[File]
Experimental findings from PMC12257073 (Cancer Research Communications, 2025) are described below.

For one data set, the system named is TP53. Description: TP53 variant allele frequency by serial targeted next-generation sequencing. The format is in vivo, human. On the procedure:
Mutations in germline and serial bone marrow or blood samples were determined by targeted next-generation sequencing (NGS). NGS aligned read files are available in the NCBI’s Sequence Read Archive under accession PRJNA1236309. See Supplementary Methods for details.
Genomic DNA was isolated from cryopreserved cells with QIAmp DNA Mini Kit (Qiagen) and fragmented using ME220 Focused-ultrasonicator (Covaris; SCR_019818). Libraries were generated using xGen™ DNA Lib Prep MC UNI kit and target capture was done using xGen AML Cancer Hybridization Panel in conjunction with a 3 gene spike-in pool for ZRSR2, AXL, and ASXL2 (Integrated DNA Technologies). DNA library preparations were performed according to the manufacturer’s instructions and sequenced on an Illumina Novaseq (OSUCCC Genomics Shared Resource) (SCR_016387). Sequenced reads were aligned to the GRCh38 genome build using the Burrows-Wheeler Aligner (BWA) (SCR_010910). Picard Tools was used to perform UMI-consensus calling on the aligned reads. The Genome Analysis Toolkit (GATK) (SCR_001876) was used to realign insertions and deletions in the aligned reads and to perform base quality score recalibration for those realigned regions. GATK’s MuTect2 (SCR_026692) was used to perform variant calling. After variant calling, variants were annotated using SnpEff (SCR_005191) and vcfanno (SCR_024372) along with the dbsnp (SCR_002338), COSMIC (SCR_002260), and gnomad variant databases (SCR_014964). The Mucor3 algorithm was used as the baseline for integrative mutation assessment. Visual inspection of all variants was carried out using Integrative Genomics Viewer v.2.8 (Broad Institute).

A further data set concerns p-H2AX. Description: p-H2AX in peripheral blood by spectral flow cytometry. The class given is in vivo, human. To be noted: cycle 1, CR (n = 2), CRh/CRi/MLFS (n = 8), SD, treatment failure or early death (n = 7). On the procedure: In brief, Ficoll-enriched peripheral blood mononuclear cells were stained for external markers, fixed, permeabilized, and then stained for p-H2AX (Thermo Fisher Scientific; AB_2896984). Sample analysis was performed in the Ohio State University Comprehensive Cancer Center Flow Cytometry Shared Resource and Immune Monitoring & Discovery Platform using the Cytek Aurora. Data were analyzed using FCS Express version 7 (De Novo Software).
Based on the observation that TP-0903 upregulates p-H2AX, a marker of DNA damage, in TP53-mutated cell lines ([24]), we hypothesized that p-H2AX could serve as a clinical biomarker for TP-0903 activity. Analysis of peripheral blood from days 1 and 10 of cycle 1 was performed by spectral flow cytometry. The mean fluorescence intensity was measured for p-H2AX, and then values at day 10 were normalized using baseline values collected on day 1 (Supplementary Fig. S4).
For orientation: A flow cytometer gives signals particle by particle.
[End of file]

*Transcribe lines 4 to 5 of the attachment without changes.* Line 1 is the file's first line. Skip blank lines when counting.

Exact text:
Genomic DNA was isolated from cryopreserved cells with QIAmp DNA Mini Kit (Qiagen) and fragmented using ME220 Focused-ultrasonicator (Covaris; SCR_019818). Libraries were generated using xGen™ DNA Lib Prep MC UNI kit and target capture was done using xGen AML Cancer Hybridization Panel in conjunction with a 3 gene spike-in pool for ZRSR2, AXL, and ASXL2 (Integrated DNA Technologies). DNA library preparations were performed according to the manufacturer’s instructions and sequenced on an Illumina Novaseq (OSUCCC Genomics Shared Resource) (SCR_016387). Sequenced reads were aligned to the GRCh38 genome build using the Burrows-Wheeler Aligner (BWA) (SCR_010910). Picard Tools was used to perform UMI-consensus calling on the aligned reads. The Genome Analysis Toolkit (GATK) (SCR_001876) was used to realign insertions and deletions in the aligned reads and to perform base quality score recalibration for those realigned regions. GATK’s MuTect2 (SCR_026692) was used to perform variant calling. After variant calling, variants were annotated using SnpEff (SCR_005191) and vcfanno (SCR_024372) along with the dbsnp (SCR_002338), COSMIC (SCR_002260), and gnomad variant databases (SCR_014964). The Mucor3 algorithm was used as the baseline for integrative mutation assessment. Visual inspection of all variants was carried out using Integrative Genomics Viewer v.2.8 (Broad Institute).

A further data set concerns p-H2AX. Description: p-H2AX in peripheral blood by spectral flow cytometry. The class given is in vivo, human. To be noted: cycle 1, CR (n = 2), CRh/CRi/MLFS (n = 8), SD, treatment failure or early death (n = 7). On the procedure: In brief, Ficoll-enriched peripheral blood mononuclear cells were stained for external markers, fixed, permeabilized, and then stained for p-H2AX (Thermo Fisher Scientific; AB_2896984). Sample analysis was performed in the Ohio State University Comprehensive Cancer Center Flow Cytometry Shared Resource and Immune Monitoring & Discovery Platform using the Cytek Aurora. Data were analyzed using FCS Express version 7 (De Novo Software).